REVIEWS AND TESTS
Ski Tests & Reviews
Whitedot Ragnorok ASYM 190cm (2019-2020)
147-122-134 r=30m @ 190cm
Whitedot Skis Ltd
91-93 Green Lane,
Leeds, LS16 7EY, United Kingdom
Suggested Retail Price (MSRP):
Rating (with comments):
(1="get me off these things"->10="I have to own a pair")
8+ Hardpack for its size and low camber if you keep edges sharp
9+ - Mixed surface conditions, chop
9+ - Powder
Whitedot Skis began to really get skis out of prototype mode and sold to the public in 2009. (We tested some of their first production candidate models back in 2009 in France.) The collaborative effort of several enthusiasts who wanted to build unique and effective skis in small batches using designs developed with pro freeriders at Chamonix and Verbier testing grounds. The guys at Whitedot believe in constantly evolving their designs and exploring the effectiveness of different materials, so their models often behave differently from year to year. Whitedot Skis are very popular in Europe for a reason...they seem to work for the conditions found in the Alpes of France, Italy, Switzerland and Austria.
"A statement in innovation and progress.
Skiing off-piste you are rarely carving a perfect turn, instead, you use drifting, speed checking, carving and combinations of these to control your line.
The ASYM’s signature design is off-set taper, making a left and right foot specific ski. While the sidecut radius remains a constant 30m on both edges, the tip and tail of the outside edge taper earlier than the inside creating an inside ski with a shorter effective edge that is easier to control.
This balances the different forces working on each ski as you go through the turn, making for an intuitive and two-footed ride.
The ASYM is built for deep days on the mountain and to deal with the changeable conditions you face. We selected our Traditional fibre-glass construction for this new ski because not only is it our dampest construction but it also adds mass to the ski, making for a stable and confidence-inspiring ride all over the mountain.."
- Website March 2020
Technical Ski Data:
Measured weight: 2200g and 2203g
Flex = 8/10
1.2mm ISO7200 sintered die cut base
525mm low profile tip rocker
420mm low profile tai rocker
1580/1500mm effective edge
1.9mm steel, 360 degree edges
Polar/Ash laminate core, bi & tri-axle fibreglass, dry weave binding retention plate, carbon fibre stringer, rubber foil dampening tape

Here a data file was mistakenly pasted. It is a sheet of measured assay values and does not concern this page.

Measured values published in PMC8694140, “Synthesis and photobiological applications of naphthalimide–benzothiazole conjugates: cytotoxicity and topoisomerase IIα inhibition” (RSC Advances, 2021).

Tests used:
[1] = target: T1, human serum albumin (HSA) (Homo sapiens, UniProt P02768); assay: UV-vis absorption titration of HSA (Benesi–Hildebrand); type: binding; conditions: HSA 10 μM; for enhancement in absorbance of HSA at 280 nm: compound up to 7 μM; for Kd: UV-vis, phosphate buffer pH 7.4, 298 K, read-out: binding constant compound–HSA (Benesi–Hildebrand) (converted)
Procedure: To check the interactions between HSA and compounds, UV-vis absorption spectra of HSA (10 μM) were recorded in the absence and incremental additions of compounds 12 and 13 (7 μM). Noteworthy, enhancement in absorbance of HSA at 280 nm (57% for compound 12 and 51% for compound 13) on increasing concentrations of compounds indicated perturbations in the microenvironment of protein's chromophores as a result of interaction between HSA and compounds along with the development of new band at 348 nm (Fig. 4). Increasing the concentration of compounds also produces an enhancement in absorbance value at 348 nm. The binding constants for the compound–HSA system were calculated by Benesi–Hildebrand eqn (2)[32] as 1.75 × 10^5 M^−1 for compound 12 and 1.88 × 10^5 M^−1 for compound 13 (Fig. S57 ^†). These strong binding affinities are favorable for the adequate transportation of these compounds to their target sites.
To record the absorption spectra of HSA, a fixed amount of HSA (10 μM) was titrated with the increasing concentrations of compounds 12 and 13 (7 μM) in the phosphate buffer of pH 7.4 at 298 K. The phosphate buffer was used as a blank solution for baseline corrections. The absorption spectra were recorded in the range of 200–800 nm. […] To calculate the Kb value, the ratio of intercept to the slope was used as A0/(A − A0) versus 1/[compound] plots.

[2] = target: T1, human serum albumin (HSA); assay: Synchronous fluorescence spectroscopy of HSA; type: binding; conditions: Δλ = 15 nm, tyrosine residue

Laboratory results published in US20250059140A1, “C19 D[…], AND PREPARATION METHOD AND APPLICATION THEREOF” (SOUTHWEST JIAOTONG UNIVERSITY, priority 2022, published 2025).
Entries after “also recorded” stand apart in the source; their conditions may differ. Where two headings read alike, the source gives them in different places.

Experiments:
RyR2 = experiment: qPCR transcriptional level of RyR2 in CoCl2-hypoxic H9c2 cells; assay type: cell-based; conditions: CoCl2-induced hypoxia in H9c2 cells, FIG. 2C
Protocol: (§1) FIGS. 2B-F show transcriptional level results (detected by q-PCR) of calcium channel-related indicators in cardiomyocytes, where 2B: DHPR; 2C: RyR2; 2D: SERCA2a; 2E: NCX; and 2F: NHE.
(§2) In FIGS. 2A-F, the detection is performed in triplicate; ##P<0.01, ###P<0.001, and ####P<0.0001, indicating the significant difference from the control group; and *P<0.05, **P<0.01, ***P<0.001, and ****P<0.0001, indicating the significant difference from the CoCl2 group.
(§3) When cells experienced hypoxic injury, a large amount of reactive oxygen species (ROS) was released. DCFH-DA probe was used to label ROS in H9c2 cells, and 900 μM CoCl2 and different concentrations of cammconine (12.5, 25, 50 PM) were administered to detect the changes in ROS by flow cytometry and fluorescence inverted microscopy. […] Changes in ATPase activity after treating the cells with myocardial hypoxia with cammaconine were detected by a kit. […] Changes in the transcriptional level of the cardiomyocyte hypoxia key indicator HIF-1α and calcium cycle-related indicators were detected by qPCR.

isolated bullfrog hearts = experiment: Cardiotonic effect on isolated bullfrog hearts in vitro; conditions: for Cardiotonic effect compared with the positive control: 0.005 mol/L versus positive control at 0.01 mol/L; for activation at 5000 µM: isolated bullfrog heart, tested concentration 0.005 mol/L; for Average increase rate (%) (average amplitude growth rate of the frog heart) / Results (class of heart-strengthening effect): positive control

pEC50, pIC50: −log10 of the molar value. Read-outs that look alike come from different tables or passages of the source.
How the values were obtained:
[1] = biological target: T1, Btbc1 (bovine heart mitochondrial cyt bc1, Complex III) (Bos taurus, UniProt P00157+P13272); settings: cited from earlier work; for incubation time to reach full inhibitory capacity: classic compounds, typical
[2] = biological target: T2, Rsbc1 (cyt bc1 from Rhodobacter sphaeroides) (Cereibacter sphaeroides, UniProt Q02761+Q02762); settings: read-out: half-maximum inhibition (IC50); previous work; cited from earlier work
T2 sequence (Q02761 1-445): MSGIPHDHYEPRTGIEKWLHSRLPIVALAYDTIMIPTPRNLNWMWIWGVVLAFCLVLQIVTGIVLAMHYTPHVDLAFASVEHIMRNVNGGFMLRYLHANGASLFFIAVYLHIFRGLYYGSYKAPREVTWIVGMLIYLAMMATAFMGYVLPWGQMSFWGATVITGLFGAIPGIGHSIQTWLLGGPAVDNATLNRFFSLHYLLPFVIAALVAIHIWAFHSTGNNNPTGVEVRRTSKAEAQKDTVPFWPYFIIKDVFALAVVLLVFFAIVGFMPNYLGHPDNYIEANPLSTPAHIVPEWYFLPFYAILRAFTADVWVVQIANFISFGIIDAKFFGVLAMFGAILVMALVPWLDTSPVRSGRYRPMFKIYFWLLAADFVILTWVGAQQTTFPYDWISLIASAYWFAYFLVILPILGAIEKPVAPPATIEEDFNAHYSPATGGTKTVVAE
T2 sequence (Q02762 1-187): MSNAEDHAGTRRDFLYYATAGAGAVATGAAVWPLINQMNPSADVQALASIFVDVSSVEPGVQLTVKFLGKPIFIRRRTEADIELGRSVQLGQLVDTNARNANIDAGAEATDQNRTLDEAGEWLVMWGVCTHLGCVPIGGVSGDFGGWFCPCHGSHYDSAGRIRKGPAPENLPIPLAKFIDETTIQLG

Screen printed ISO foil topsheet with 2 layers of lacquer
Bindings and Boots Used:
Tyrolia Attack 12 bindings
Salomon S-Max 130 Carbon boots.
The first thing that strikes anyone seeing the ASYM for the first time are the asymmetric tip geometries. Old timers will immediately remember when the first Blizzard Spur models with similar tip shaping appeard on the market several years ago. Flex is somewhat softish at the tip, with a nicely solid underfoot flex. The tail is stiffer than the tips and has a more rounded flex and less taper than the deeply rockered forebody. Fit and finish are very nice, with a glossy, handsome topsheet you just know looks great now, but may show some scars later after some crashes and liftline antics. The Rag ASYM feels fairly light in hand for its 122mm width underfoot and looks playful and floaty. The quality of the construction and clean graphic gives the impression of a really nice ski for a relatively lower-than-expected price point for such a large surface-area ski, especially when Whitedot announces their inventory clearance pricing at the end of each season where prices could be expected to be a little over 500 €. The tips are torsionally compliant, but not wimpy and feel naturally progressive in their torsional flex along their length. You don't get the idea the Ragnorok ASYM is a hard-charger, but a more surfy deep snow tool with some unexpected agility on tap with the tip and tail profiles. It makes you think of deep powder days just looking at it...a specialized tool for special days.
Shin-deep dry powder, packed powder, wind-pack, corduroy groomers, eastern hardpack and cut-up fresh powder, some small bumps.
Our season in Vermont came to abrupt, rainy end in February and limited our powder testing to a few shin-deep days with light powder and slightly windblown powder. We then sent the skis to Colorado with one of or testers (Jeff Tolbert) for deep snow evaluations when the Coronavirus pandemic shut everything down...so we never got seriously deep snow testing completed with the ASYMs. We did get a bunch of packed powder, tracked-out powder and some corduroy groomer testing days, so we got a good idea of how the Ragnorok ASYM behaves.